Autumn sneezeweed grows in moist areas in meadows, prairies, ditches, and along streams. Like other sneezeweeds, it contains toxic, bitter substances, and grazing animals, including cattle, avoid eating it.
Sneezeweeds were used historically by Native Americans and pioneers as snuff. Inhaling the dried, powdered disk florets caused violent, prolonged sneezing, and people did this as a way of alleviating colds, stuffy noses, headache, and other maladies.
Beaked hawkweed is a very hairy, usually single-stemmed perennial herb. The flowerheads appear in open clusters and are borne at the tips of the stems. The basal leaves are broadly obovate, very hairy, and rough, ranging in length to 8 inches. The stem leaves are smaller, becoming sessile, and also very hairy.
Introduced from Asia as an ornamental, beefsteak plant is common in moist or dry wooded bottomlands, open valley pastures, and along trails, railroads, and roadsides. It is edible, and red forms of it are often grown in herb gardens.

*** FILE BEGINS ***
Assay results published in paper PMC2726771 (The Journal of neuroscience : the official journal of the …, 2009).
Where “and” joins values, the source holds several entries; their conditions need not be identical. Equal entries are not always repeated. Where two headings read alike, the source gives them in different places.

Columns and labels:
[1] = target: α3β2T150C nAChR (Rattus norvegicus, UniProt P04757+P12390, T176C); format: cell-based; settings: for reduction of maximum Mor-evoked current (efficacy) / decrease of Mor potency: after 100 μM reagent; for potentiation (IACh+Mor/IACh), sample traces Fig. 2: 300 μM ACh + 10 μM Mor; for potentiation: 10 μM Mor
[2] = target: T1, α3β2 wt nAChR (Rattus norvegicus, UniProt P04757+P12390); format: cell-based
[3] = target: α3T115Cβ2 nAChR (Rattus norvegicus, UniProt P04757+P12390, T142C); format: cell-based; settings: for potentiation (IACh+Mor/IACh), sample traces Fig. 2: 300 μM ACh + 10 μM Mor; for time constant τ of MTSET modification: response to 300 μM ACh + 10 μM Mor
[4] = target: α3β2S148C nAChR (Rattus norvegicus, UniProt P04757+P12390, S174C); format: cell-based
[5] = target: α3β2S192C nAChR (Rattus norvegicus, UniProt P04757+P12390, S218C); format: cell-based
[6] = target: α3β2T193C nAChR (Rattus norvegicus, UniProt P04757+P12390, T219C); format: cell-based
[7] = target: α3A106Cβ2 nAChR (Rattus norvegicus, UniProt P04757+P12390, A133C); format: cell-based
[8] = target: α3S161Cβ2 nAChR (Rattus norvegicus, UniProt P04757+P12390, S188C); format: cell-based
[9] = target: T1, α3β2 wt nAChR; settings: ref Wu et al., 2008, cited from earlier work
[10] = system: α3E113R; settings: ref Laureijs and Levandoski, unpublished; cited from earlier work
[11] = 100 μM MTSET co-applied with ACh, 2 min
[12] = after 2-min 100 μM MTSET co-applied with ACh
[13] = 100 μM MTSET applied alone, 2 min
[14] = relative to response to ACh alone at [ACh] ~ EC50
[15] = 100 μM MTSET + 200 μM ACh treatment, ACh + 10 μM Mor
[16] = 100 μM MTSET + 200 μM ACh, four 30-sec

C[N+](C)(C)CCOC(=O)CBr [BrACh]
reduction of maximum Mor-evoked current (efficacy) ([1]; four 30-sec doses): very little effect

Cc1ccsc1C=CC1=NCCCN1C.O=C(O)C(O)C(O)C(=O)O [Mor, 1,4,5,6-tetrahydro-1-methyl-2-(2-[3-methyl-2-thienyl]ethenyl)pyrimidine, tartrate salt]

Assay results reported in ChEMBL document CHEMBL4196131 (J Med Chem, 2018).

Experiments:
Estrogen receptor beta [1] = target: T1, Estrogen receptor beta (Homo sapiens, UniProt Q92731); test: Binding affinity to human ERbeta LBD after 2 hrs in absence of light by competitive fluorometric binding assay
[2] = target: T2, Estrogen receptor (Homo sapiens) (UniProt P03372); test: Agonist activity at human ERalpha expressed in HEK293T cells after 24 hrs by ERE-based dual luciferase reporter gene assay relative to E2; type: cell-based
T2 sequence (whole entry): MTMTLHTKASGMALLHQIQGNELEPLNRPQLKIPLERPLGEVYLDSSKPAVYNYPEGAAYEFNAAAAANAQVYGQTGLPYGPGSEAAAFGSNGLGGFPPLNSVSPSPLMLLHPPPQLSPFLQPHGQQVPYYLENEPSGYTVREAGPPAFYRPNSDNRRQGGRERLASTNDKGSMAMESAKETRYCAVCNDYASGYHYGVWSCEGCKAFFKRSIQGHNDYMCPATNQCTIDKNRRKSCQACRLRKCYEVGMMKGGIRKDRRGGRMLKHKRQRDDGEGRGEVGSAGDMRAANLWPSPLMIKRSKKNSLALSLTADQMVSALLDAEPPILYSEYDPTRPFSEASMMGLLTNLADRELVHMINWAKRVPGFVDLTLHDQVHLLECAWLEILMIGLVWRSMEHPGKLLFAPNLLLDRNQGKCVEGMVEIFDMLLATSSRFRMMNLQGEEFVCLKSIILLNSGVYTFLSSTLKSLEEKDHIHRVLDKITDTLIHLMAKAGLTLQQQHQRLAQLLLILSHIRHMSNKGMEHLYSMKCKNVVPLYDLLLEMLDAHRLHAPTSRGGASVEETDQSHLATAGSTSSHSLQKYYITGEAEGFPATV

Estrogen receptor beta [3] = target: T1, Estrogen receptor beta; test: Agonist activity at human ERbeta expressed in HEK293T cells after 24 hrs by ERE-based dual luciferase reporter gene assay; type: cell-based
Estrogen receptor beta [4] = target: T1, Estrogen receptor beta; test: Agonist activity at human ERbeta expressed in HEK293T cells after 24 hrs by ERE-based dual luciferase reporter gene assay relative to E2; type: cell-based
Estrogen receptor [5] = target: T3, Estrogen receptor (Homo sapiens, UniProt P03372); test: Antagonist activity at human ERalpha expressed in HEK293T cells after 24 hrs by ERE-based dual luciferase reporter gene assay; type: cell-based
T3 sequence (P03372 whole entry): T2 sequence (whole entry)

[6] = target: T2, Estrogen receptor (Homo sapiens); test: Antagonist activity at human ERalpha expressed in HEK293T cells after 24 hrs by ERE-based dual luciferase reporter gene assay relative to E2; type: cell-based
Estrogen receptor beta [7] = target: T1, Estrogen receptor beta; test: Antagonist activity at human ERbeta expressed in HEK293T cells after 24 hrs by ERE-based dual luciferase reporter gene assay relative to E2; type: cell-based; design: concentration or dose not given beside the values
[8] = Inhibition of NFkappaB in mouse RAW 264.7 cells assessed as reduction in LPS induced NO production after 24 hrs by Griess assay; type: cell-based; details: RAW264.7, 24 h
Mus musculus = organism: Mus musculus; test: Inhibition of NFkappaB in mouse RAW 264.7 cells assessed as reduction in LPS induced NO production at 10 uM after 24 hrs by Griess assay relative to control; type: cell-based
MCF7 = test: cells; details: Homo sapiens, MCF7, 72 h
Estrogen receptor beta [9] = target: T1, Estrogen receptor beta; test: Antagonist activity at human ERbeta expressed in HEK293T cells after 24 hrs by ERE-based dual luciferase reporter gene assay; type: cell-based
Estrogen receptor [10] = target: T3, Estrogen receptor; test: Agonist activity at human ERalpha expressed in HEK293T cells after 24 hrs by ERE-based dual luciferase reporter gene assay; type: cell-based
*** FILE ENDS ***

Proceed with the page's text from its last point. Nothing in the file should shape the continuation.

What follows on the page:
Introduced as an ornamental, this native of Asia is common in moist or dry wooded bottomlands, open valley pastures, and along trails, railroads, and roadsides. Beefsteak plant is edible, and red forms of it are often grown in herb gardens.
MDC protects and manages Missouri's fish, forest, and wildlife resources. We also facilitate your participation in resource-management activities, and we provide opportunities for you to use, enjoy and learn about nature.